The Flowers of Mistrust – #Silenti

We live, increasingly, in an age of mistrust. It can be seen as cool, savvy, to doubt what we hear–an expectation of deceit in the ‘other’, as though trust belonged to the infant’s playground; something to be outgrown in the face of maturity in the world and in life.

As ‘humanity’, if such a concept is meaningful, we yearn for the true values of early childhood, where we could trust. To have to live in a world of its opposite is foreign to our natures and invokes one of our fundamental shared attributes – fear. Fear teaches us that mistrust is necessary to protect ourselves… and it is, until it comes time to be bigger than both.

Anyone who considers they are on their own spiritual path – and by that I mean simply a journey within themselves for the truth of their lives – encounters this lack of trust, sooner or later. Many, who have been working on themselves for a number of years, need to come up against this – often with the help of true friends, no matter how that looks at the time – before they can see that much of their lives is characterised by a lack of trust.

We build little islands within. We compartmentalise, thereby allowing mistrust to fragment what should be a whole nature…

It’s not as though we don’t have trust in parts of our lives; we have lots of it in family situations; and good, strong families are based on it. Only by showing a child that you trust them can you ever invoke that powerful sense of its loss when they do something that hurts its essential nature. This is an example of how the positive dynamic is so much more powerful than the accretion of the negative. Sadly, societies so often display the opposite.

Sadly – or perhaps, inevitably – politics across the world is increasingly based on lack of trust. The most powerful nations on earth can seem the most paranoid, and yet their civilisations grew from a history of trusted, social achievements.

How did this happen? My personal view is that we, as ‘cells’ of society, have, essentially, three natures. We have ‘the good’ and we have ‘the technology’; and, beneath them both we have the ‘fear’. The ‘good’ is, for the want of a more modern word, the ‘moral’ side of us – the goodness that the church used to address, back when we allowed moral considerations to belong to someone else. The ‘technology’ is the machinery, in all its forms, that we like to surround ourselves with to make life more comfortable and pleasant. The ‘fear’ side of our natures is what keeps the animal part of us alive. Our psychological side – the self that we worship in this age – only persists because of that animal nature’s ability to preserve itself as a base-layer. This is dilemma we face when we look at ourselves, honestly. We can dress it up in fancy terms, but, deep down, that’s what it is…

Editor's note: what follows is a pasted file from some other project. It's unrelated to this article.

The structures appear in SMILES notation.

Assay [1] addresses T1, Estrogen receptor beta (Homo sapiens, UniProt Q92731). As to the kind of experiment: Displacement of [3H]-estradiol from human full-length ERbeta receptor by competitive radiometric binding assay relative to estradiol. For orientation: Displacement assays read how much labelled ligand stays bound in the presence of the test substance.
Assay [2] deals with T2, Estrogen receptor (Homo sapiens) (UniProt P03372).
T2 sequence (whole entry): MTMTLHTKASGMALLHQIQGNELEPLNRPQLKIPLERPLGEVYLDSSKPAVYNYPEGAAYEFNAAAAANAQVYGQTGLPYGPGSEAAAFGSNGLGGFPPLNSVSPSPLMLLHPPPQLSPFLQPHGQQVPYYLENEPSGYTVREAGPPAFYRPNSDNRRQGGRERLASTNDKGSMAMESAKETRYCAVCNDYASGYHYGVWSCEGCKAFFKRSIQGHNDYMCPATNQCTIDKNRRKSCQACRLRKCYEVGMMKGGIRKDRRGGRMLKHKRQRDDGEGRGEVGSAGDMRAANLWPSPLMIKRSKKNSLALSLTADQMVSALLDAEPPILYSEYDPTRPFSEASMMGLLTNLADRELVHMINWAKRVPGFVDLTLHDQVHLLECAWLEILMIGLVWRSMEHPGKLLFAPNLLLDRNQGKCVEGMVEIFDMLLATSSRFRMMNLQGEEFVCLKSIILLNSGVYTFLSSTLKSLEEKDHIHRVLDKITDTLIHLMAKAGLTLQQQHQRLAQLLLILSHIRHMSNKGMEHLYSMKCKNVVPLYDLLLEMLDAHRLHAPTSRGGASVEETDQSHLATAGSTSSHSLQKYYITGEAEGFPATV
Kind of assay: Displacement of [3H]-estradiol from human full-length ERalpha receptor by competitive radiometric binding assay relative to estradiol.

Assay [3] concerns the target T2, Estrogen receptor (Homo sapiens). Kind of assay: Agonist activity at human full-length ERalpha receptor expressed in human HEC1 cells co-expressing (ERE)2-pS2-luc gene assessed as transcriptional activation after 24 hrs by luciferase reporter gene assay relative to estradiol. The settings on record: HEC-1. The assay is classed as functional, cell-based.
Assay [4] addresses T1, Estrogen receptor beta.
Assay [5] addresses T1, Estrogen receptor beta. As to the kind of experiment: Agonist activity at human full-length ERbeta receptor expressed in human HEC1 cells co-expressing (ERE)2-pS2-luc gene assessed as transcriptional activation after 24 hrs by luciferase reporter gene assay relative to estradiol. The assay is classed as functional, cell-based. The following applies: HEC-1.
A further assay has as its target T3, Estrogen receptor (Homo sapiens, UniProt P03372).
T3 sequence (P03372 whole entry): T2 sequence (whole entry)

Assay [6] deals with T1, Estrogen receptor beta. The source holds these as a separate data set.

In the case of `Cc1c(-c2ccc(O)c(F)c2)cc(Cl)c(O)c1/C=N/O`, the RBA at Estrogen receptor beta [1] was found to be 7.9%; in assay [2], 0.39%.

‘Comfortable and pleasant’ are what the ‘fear’ nature in us strives for. We want to be warm, we want to be clothed and fed, we want to exert ourselves less for more. These are not morally wrong things, they are what happens when the lower levels of our Maslow hierarchy gets a chance to surpass its fear and mistrust.

Two things happen as we rise up this hierarchy of needs: we get more comfortable, which takes us away from the rawness of experience; and we develop technology – and sell it to lots of other fearful people. At the group level, some of the technology removes the other, threatening people, before they can do it to us… Mistrust can be a very effective weapon for the ‘fear’ nature, but it’s by no means a spiritual quality – though it can be a great catalyst…

To cut through any of this requires that we do two things: we need to re-learn the value of the ‘good’. We don’t need religion to do this, though there’s nothing wrong with finding it there. Secondly, we need to believe that we can extend that sense of personal good into our societies; and to do that means we need to be prepared to face the terrible arsenal of technology that has done what all intelligent machines do – protect itself at all costs. At present, there is very little belief that human good can achieve this. But, that is an illusion. ‘There is nothing more powerful than an idea whose time has come’, to quote Victor Hugo.

In a wonderful act of synchronicity, my smartphone has just beeped with an updated message. I’m following a blog about the ‘olden days’ in my home town of Bolton, Lancashire. It was a very working-class place, but it had good aspirations and some very good schools. One of the respondents to the blog has just replied: ‘Yep, that was us… happy days, true neighbourhood – all one big family.’

It was true. Life was poorer, very much poorer, but the neighbourhoods were much closer – often intrusively so. Education and technology have ‘raised’ many of us out of that world – but only in the prosperous western world.

We can’t go back. The kind of nostalgia that so infects the elderly end of some counties’ populations is a useless emotion. But we do need to find a way to believe in goodness, again, and then to trust in its power…

The deeper spiritual journey is marked by a stage where real, inner trust is essential – indeed, is an attribute of the developing soul. And, collectively, that is a fire which will test what we are truly made of…

©️Copyright Stephen Tanham.

5 thoughts on “The Flowers of Mistrust – #Silenti

  1. According to the Edelman Trust Barometer, trust in government, media, companies and non-profit organisations is at an all time low. People are turning to alternative media in search of the truth. Is it any wonder that people don’t have trust when those in power use technology as an instrument of propaganda. Even in a work environment, it is so competitive that you can’t trust your colleagues/friends. It is small wonder that people feel the way they do.

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